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Page last updated at 22:59 GMT, Tuesday, 29 July 2008 23:59 UK

Violence mars pro-Karadzic rally

Clashes in Belgrade (29/07/08)
Police used rubber bullets and tear gas to disperse the protesters

At least 10,000 supporters of the former Bosnian Serb leader, Radovan Karadzic, have demonstrated in Belgrade to protest at his arrest.

Clashes broke out between police and small groups of protesters during the final speeches at the rally organised by the nationalist Radical Party.

Several people were injured as riot police fired tear gas at protesters armed with rocks and burning flares.

Mr Karadzic is expected to be sent to the war crimes tribunal in The Hague.

He was arrested in Belgrade a week ago after 13 years on the run.

The rally in Serbia's capital was the first mass demonstration since Mr Karadzic's arrest.

[Radovan Karadzic] is a great man, he created a state for Serbs (in Bosnia) and saved Serbian children from genocide
Slobodanka Sanojevic, demonstrator

One eyewitness, Henry Langston, told the BBC that the rioters, mainly young people, attacked police with metal poles, dustbins, anything they could get their hands on.

Police used rubber bullets and tear gas after about 100 protesters tried to breach a security cordon. A number of protesters and policemen were reported hurt.

The violence later died down. Mr Langston said the city centre was a mess of rubble, rubbish, and smashed windows.

Earlier the protesters, many brought in by bus from all over the country, had filled a central square in a show of support for a man they still consider a hero.

"I came here to protest against Karadzic's extradition," said Slobodanka Sanojevic, 60.

"He is a great man, he created a state for Serbs (in Bosnia) and saved Serbian children from genocide."

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Protesters and police clashed in the streets

BBC regional analyst Steven Eke says the radicals picked up nearly one-third of the vote in May's election and represent many ordinary Serbians who reject further integration with the West.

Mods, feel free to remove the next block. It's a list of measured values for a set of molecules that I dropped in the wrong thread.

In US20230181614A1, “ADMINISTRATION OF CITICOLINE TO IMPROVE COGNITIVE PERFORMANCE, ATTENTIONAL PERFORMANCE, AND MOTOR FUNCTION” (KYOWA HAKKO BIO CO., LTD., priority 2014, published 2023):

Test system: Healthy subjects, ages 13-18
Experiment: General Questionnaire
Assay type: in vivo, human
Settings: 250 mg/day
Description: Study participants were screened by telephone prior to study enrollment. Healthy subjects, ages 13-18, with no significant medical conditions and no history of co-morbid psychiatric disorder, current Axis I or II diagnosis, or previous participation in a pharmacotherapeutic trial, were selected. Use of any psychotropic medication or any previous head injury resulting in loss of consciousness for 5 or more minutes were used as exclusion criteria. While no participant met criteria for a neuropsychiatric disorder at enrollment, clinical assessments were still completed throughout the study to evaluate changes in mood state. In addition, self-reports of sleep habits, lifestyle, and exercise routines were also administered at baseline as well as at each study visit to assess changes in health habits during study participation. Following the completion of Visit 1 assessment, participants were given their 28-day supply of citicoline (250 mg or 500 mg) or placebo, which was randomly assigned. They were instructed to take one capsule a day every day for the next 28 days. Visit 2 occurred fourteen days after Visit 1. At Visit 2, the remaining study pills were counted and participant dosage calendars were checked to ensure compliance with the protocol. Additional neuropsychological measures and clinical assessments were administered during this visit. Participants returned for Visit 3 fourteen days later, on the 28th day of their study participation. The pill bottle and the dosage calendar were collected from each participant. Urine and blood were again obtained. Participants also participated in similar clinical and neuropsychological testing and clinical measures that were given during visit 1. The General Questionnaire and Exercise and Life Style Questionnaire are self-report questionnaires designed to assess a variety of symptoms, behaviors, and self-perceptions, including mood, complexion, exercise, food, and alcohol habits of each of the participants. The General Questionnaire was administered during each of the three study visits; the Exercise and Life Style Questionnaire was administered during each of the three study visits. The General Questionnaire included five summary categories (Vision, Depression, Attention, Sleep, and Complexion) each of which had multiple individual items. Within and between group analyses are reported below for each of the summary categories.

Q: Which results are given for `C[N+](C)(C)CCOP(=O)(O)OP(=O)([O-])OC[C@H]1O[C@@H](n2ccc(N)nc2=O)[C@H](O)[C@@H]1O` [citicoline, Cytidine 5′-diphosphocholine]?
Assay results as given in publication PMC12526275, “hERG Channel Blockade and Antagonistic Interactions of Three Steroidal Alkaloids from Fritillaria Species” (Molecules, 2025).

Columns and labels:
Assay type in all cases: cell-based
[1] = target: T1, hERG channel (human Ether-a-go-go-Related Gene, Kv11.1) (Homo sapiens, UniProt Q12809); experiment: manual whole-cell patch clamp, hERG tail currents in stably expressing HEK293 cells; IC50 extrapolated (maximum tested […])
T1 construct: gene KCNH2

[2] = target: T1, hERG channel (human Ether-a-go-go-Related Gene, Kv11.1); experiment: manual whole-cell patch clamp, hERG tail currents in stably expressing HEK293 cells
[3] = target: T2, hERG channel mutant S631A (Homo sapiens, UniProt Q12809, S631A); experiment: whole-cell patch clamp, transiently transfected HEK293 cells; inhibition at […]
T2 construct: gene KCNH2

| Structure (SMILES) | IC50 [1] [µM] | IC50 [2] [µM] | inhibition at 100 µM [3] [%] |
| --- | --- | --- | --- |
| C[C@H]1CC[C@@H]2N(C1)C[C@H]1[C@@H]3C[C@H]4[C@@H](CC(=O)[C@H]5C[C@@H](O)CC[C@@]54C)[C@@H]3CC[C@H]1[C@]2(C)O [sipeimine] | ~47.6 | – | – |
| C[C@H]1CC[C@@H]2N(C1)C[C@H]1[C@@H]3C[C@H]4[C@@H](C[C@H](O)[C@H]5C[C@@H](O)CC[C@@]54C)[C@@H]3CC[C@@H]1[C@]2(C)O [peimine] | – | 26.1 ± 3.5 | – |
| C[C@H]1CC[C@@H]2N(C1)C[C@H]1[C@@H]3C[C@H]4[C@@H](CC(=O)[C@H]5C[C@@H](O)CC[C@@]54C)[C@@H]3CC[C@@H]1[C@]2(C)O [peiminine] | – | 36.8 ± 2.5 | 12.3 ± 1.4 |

The US embassy had sent an e-mail to American citizens living in Belgrade urging them to avoid the central area and "exercise caution".

Protests in February on the issue of Kosovo's independence saw part of the US embassy burned. Small scale protests this week have led to clashes in which journalists were attacked.

Radical Party leader Aleksandar Vucic said Tuesday's protest was "against the treacherous and dictatorial regime" of Serbian President Boris Tadic.

Mr Vucic told the crowds that "thieves and bandits are ruling Serbia", adding: "We will fight for Serbia and Serbia will be free."

Mr Tadic said on Tuesday that Europe wanted a Serbia governed by law and promised that "order will be kept".

Extradition wait

Mr Karadzic faces 11 charges, including genocide and crimes against humanity during the war in Bosnia in the 1990s.

EU ambassadors meeting in Brussels on Tuesday stopped short of offering Serbia any immediate prospect of joining the EU following the arrest.

Instead they decided to defer a decision on unfreezing trade benefits until they saw Mr Karadzic transferred to The Hague.

Serbian judges say they have still not received an appeal from Mr Karadzic's lawyers against his arrest.

A lawyer said he had sent the appeal documents by post from a remote location in Serbia before the Friday deadline in an apparent attempt to delay the process.

The appeal is expected to be swiftly rejected.


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